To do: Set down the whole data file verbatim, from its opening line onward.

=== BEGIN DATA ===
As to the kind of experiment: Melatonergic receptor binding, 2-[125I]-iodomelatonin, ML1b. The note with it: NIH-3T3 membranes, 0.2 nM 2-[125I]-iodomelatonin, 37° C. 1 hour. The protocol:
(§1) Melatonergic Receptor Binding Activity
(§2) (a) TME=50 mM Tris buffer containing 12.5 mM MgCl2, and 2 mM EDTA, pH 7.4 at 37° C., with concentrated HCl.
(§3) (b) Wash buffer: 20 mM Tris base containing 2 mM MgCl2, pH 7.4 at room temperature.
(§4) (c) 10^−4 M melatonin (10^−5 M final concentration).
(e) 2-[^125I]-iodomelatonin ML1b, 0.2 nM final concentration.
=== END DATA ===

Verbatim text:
As to the kind of experiment: Melatonergic receptor binding, 2-[125I]-iodomelatonin, ML1b. The note with it: NIH-3T3 membranes, 0.2 nM 2-[125I]-iodomelatonin, 37° C. 1 hour. The protocol:
(§1) Melatonergic Receptor Binding Activity
(§2) (a) TME=50 mM Tris buffer containing 12.5 mM MgCl2, and 2 mM EDTA, pH 7.4 at 37° C., with concentrated HCl.
(§3) (b) Wash buffer: 20 mM Tris base containing 2 mM MgCl2, pH 7.4 at room temperature.
(§4) (c) 10^−4 M melatonin (10^−5 M final concentration).
(e) 2-[^125I]-iodomelatonin ML1b, 0.2 nM final concentration.